PLAY­ING A GOOGLY

My fam­ily’s love of the Aus­tralian re­li­gion put me on a sticky wicket

Bangkok Post - - B MAGAZINE - By An­drew Biggs

Thurs­day was day one of the first test cricket match of the Aus­tralian sum­mer.

It’s Aus­tralia ver­sus In­dia at the Ade­laide Oval. Aus­tralia is still reel­ing from the ball tam­per­ing scan­dal in South Africa last year, and they face the world’s No.1 test-play­ing na­tion, In­dia, who have never beaten Aus­tralia in a se­ries here.

Aus­tralia’s two lead­ing bats­men are not on the team, hav­ing been banned for 12 months af­ter the ball tem­per­ing scan­dal. One is the cap­tain, and since that con­tro­versy Aus­tralia has lost heav­ily in all forms of the game.

On top of this, just last Tues­day there were al­le­ga­tions against the brother of the sole Mus­lim mem­ber of the Aus­tralian side, who was ar­rested when it was dis­cov­ered he was in­volved in a ter­ror­ist plot against Aus­tralian politi­cians and land­marks in this coun­try.

OK, let’s stop right there.

All that above in­for­ma­tion I gleaned from my lit­tle brother, who now sits trans­fixed be­fore the TV set as the cricket test be­gins, a mi­cro­cosm of the en­tire coun­try of Aus­tralia. I did hap­pen to ask him: “So, what’s this cricket test?” And I was met with a stony si­lence until the ad break, when he turned and im­parted the knowl­edge I used at the top of this col­umn. Once the ads were fin­ished, I re­turned to my in­vis­i­ble state and any at­tempt at ver­bal com­mu­ni­ca­tion was sac­ri­ficed for cricket.

I’m in my home­town of Bris­bane for a week. Peo­ple of­ten ask me what Aus­tralia’s na­tional re­li­gion is. I an­swer: Sport. For­get Je­sus Christ and the Vir­gin Mary. We worship cricket. There aren’t many things that drive red-blooded Aussie men to the brink of or­gasm.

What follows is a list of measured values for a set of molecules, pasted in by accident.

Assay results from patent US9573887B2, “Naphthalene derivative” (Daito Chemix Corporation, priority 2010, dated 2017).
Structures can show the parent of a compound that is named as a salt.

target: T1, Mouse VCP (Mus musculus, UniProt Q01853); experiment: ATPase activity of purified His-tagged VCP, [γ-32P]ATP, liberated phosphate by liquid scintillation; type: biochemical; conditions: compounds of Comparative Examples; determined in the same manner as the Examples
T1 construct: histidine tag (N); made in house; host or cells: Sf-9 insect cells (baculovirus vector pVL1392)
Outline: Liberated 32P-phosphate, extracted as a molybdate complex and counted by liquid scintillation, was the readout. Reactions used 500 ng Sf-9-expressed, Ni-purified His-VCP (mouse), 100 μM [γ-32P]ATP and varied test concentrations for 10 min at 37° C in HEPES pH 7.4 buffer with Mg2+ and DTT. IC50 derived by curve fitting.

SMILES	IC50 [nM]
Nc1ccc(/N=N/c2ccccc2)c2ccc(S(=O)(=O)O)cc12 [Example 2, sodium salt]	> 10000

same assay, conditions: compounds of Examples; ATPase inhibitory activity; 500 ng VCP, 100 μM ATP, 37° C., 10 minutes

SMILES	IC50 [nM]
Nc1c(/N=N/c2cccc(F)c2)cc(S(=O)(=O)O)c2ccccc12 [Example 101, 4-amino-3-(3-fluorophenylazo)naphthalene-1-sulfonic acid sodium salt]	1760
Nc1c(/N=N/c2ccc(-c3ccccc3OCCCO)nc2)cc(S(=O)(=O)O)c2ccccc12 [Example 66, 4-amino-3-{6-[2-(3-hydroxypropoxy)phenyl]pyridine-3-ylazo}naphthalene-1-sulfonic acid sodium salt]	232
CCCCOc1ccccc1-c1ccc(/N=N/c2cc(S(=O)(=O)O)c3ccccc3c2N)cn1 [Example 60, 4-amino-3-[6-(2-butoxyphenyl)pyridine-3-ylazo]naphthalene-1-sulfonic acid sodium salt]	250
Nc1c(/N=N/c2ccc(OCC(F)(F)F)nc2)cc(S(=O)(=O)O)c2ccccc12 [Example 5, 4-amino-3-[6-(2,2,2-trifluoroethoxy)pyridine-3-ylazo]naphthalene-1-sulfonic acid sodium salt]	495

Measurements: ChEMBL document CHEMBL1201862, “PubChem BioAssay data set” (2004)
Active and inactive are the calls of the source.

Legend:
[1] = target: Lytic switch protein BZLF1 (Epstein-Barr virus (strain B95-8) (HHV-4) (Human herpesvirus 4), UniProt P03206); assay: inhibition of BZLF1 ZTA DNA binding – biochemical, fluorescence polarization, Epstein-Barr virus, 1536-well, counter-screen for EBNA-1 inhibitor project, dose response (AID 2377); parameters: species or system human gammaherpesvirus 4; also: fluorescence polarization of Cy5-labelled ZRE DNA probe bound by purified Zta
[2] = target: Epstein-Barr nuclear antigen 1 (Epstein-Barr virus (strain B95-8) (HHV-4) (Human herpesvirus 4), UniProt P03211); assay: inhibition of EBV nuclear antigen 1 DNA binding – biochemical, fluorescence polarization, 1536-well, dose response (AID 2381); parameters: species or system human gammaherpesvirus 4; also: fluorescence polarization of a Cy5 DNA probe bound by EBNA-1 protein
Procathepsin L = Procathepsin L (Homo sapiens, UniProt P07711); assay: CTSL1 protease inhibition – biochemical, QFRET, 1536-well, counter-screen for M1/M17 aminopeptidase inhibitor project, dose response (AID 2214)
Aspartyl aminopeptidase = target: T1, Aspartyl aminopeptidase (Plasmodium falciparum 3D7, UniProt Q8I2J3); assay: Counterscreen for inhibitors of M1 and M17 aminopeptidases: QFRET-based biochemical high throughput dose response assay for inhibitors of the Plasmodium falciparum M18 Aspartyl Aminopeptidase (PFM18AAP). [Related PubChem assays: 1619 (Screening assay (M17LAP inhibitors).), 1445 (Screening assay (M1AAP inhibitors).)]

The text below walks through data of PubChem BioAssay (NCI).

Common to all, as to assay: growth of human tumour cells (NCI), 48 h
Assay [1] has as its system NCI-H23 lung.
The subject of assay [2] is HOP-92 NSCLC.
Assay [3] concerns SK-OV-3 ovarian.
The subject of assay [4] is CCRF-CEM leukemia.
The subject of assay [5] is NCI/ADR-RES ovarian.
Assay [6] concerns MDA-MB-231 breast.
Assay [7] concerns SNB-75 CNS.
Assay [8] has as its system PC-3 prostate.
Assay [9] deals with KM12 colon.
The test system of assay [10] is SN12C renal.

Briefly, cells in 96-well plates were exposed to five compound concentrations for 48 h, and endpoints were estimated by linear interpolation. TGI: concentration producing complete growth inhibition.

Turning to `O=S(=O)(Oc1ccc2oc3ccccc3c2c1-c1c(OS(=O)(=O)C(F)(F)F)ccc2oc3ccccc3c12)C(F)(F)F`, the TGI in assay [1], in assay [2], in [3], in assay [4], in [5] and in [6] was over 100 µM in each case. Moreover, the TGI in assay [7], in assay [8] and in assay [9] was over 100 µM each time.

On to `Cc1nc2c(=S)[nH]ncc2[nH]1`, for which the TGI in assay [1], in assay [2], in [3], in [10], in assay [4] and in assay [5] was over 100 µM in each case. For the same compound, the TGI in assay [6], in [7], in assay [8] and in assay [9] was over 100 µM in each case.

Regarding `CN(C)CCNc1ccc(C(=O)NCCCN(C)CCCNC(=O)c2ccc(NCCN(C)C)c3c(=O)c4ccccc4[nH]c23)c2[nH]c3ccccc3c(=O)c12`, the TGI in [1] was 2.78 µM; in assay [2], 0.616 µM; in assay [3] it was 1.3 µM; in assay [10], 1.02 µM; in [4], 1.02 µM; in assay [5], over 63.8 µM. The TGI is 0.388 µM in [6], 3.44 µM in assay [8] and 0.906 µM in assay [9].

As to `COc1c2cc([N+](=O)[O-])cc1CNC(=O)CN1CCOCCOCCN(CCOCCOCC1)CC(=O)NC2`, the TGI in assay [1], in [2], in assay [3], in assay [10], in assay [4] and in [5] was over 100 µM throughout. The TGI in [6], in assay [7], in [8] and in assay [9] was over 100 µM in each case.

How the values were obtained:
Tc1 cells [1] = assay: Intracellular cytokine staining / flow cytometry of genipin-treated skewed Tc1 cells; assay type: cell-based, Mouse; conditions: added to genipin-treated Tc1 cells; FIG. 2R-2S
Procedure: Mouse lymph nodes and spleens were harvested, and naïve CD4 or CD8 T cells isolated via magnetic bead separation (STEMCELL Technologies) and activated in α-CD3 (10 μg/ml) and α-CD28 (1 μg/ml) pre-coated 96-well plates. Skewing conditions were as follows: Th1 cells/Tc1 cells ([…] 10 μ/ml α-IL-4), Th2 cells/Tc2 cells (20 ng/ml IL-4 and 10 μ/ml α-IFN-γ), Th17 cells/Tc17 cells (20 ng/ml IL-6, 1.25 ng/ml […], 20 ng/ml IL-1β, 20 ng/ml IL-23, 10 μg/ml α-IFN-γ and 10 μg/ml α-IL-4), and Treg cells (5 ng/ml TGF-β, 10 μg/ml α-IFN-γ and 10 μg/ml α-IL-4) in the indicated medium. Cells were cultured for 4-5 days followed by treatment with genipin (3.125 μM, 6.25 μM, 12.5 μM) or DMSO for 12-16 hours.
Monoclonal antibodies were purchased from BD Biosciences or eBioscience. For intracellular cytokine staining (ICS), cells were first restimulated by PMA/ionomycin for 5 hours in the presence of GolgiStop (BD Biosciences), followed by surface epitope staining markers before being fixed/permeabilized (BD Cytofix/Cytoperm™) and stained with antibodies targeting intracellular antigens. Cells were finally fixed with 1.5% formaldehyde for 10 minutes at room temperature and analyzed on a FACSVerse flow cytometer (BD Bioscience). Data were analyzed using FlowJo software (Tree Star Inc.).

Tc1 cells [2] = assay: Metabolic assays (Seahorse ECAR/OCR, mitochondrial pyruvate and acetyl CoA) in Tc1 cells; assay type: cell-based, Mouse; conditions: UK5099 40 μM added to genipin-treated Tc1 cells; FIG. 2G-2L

I am Aus­tralian in so many ways, but my con­fes­sion is I can’t stand cricket. Try as I might, I can­not get my­self aroused at the sight of 11 men dressed in white spend­ing five days — yes, my Amer­i­can read­ers, five long days — on an oval play­ing one sin­gle game.

I was born into a fam­ily of stark rav­ing mad crick­eters. My child­hood was a mix of wor­ship­ping Je­sus Christ and some ob­scure New South Welsh­man named Don­ald Brad­man, while my mother went weak at the knees at Max Walker and the ubiq­ui­tous Chappell brothers. My older brother Stephen had a shrine to Den­nis Lillee in his bed­room while younger brother Egg spent hun­dreds of hours on his bed por­ing over cricket book statis­tics in an era long be­fore the in­ter­net threw them up in your face in a mil­lisec­ond.

Then there was An­drew. Strange, dark An­drew, the Wed­nes­day child, full of woe, dis­in­ter­ested in cricket and favour­ing writ­ing short sto­ries and read­ing books.

“He’s a strange thing,” it was whis­pered be­hind the melanoma-spot­ted palms of my ex­tended fam­ily.

It was per­fectly OK for Egg to hole him­self up for hours in his bed­room de­ci­pher­ing cricket statis­tics. Woe be­tide wacko An­drew who wanted to while away the hours read­ing Charles Dick­ens and Som­er­set Maugham.

Let me tell you it was hard be­ing the lit­er­ary one in a fam­ily that put stream­ers up when Ke­pler Wes­sels an­nounced he would bat for Queens­land. Later I be­came a jour­nal­ist writ­ing fea­ture ar­ti­cles for the Queens­land Courier-Mail, even pick­ing up an award, but on a scale of 1 to 10, my ca­reer rated a 3 next to brother Egg when he was se­lected for the Queens­land Sec­ond 11 for one brief week back in the early 1980s. He never went out on the pitch to play, but if I men­tion that I am ac­cused of “al­ways want­ing to spoil things”.